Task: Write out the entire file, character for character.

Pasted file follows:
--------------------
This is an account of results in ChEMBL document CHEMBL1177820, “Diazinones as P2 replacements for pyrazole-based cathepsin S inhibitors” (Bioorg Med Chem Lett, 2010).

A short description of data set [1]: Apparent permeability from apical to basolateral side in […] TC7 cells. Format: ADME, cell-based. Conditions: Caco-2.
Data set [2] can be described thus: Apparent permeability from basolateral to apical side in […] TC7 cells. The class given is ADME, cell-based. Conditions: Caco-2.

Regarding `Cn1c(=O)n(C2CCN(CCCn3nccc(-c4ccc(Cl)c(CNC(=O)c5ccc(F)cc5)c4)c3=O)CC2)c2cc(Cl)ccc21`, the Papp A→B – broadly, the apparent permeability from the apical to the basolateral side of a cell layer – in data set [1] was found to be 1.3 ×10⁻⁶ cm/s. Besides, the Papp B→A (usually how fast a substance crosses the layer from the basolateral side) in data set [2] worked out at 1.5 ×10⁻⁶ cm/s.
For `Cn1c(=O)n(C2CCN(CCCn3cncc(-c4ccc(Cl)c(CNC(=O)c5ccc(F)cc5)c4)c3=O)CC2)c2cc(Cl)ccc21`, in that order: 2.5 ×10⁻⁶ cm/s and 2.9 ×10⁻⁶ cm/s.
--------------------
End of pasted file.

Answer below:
This is an account of results in ChEMBL document CHEMBL1177820, “Diazinones as P2 replacements for pyrazole-based cathepsin S inhibitors” (Bioorg Med Chem Lett, 2010).

A short description of data set [1]: Apparent permeability from apical to basolateral side in […] TC7 cells. Format: ADME, cell-based. Conditions: Caco-2.
Data set [2] can be described thus: Apparent permeability from basolateral to apical side in […] TC7 cells. The class given is ADME, cell-based. Conditions: Caco-2.

Regarding `Cn1c(=O)n(C2CCN(CCCn3nccc(-c4ccc(Cl)c(CNC(=O)c5ccc(F)cc5)c4)c3=O)CC2)c2cc(Cl)ccc21`, the Papp A→B – broadly, the apparent permeability from the apical to the basolateral side of a cell layer – in data set [1] was found to be 1.3 ×10⁻⁶ cm/s. Besides, the Papp B→A (usually how fast a substance crosses the layer from the basolateral side) in data set [2] worked out at 1.5 ×10⁻⁶ cm/s.
For `Cn1c(=O)n(C2CCN(CCCn3cncc(-c4ccc(Cl)c(CNC(=O)c5ccc(F)cc5)c4)c3=O)CC2)c2cc(Cl)ccc21`, in that order: 2.5 ×10⁻⁶ cm/s and 2.9 ×10⁻⁶ cm/s.